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» » » Lockdown blues: Power disconnections destroy Mutare women’s household businesses

Felix Matasva

MUTARE - In a sweltering afternoon, 37-year-old Ziviso Christine Masinire sits on a mat with several pairs of secondhand shoes scattered all over her rented block in Maonde section of Sakubva.

As she looks on the screen of her simple Android mobile while waiting for the next prospective customer to pass by, memories of her former fruitful ‘ice lolo’ business initiative come back to her mind.

Masinire is one of the many residents of Maonde section of Sakubva whose blocks of flats were disconnected from the national power grid by the Zimbabwe Electricity Transmission and Distribution Company (ZETDC) in October 2020.

According to Mutare City Council, ZETDC disconnected power after some residents tempered with the wiring system which the power company then condemned.

The electricity company had also noticed that residents of the hostels were abusing the privilege of having a non-prepaid power system at their places to rent cooking spaces to restaurant owners who boiled such intensive power consumption foodstuffs as beef trotter and beans.

This challenge, coupled with the Covid-19 induced lockdown which resultantly came with restrictions in the movement of people, has led to local business initiatives going down thereby making life a lot harder than before.

Ice lolo is a travesty of ice cream created out of a mixture of baobab juice with other additives like sugar and milk.

The ice lolo business has over the years taken most high density suburbs by storm, with brisk business experienced in summer where the low income earning customers need affordable refreshments.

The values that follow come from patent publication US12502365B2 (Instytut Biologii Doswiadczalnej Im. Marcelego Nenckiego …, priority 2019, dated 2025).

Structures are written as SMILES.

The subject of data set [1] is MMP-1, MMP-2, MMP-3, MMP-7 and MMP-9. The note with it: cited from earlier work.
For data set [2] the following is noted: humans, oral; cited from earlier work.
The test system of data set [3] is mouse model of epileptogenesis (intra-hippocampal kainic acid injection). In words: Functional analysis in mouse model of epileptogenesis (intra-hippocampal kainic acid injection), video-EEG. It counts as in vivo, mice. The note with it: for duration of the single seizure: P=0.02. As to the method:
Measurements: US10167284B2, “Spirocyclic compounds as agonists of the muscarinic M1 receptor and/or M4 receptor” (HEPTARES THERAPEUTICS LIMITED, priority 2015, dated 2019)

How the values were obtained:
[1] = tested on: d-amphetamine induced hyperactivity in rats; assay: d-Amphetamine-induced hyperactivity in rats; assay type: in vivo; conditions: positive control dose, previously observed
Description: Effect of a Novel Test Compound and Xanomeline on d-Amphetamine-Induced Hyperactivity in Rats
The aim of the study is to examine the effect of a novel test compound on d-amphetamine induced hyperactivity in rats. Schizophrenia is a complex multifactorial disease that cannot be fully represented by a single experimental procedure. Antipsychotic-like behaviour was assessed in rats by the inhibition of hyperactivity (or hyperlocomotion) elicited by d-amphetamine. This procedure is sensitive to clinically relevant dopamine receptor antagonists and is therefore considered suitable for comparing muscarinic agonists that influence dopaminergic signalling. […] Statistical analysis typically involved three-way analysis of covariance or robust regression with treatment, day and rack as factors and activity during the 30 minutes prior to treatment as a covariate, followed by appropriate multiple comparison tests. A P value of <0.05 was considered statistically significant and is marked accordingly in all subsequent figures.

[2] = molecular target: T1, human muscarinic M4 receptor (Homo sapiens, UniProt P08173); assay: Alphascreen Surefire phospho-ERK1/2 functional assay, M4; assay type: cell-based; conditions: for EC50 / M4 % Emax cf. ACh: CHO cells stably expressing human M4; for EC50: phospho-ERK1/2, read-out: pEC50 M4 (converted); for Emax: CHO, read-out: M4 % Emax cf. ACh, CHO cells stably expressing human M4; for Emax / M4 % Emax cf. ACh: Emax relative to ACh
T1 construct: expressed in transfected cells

Masinire’s husband is unemployed and he helps support his family on whatever little he gets out of menial work done on a daily basis.

With two children of primary school going age and Masinire’s two adolescent nieces to feed, the family is finding the going getting tougher by the day.

"We have a big family to look after and it’s not easy for parents who are not formally employed to survive this lockdown. It requires a lot of creativity and innovation thus how I came up with an Ice Lolo business initiative but it’s no longer working because we don’t have power anymore," she said.

The Covid-19 induced lockdown saw lessened pressure on the national grid as many power-intensive factories closed down, meaning load-shedding for households became a thing of the past.

However residents in Maonde have never enjoyed this lull in load-shedding as they have been disconnected from the grid for over three months now.

Without electricity, many women are now under serious economic pressure as many of their economic initiatives can no longer be carried forward.

Masinire recently attended the Zimbabwe Council of Churches (ZCC) local peace committee duty bearer meeting where she regretted the loss of her business.

"We earned a living through selling home-made refreshments and other food items but the absence of electricity means we are no longer able to do the business. We survived by selling ice lolo's, freezits, traditional maheu and chicken cuts but such initiatives are no longer possible.